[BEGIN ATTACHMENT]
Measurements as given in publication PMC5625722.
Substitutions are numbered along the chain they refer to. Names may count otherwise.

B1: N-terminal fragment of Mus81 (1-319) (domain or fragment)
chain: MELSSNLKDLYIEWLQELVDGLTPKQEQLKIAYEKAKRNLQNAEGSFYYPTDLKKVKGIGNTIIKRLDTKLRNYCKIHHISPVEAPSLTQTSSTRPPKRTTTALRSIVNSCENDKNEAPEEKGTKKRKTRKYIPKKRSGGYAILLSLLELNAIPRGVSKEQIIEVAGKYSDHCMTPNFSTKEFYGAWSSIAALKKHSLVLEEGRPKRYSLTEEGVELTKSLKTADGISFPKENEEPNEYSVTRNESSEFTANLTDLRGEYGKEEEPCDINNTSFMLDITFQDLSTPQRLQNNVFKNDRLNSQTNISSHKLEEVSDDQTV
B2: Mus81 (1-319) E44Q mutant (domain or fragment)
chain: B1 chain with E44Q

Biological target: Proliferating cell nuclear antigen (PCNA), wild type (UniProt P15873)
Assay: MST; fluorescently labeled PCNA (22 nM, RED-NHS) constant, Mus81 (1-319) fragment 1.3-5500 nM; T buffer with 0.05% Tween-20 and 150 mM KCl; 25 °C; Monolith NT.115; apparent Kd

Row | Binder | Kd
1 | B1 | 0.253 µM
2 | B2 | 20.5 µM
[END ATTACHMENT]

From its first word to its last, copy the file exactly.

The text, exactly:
Measurements as given in publication PMC5625722.
Substitutions are numbered along the chain they refer to. Names may count otherwise.

B1: N-terminal fragment of Mus81 (1-319) (domain or fragment)
chain: MELSSNLKDLYIEWLQELVDGLTPKQEQLKIAYEKAKRNLQNAEGSFYYPTDLKKVKGIGNTIIKRLDTKLRNYCKIHHISPVEAPSLTQTSSTRPPKRTTTALRSIVNSCENDKNEAPEEKGTKKRKTRKYIPKKRSGGYAILLSLLELNAIPRGVSKEQIIEVAGKYSDHCMTPNFSTKEFYGAWSSIAALKKHSLVLEEGRPKRYSLTEEGVELTKSLKTADGISFPKENEEPNEYSVTRNESSEFTANLTDLRGEYGKEEEPCDINNTSFMLDITFQDLSTPQRLQNNVFKNDRLNSQTNISSHKLEEVSDDQTV
B2: Mus81 (1-319) E44Q mutant (domain or fragment)
chain: B1 chain with E44Q

Biological target: Proliferating cell nuclear antigen (PCNA), wild type (UniProt P15873)
Assay: MST; fluorescently labeled PCNA (22 nM, RED-NHS) constant, Mus81 (1-319) fragment 1.3-5500 nM; T buffer with 0.05% Tween-20 and 150 mM KCl; 25 °C; Monolith NT.115; apparent Kd

Row | Binder | Kd
1 | B1 | 0.253 µM
2 | B2 | 20.5 µM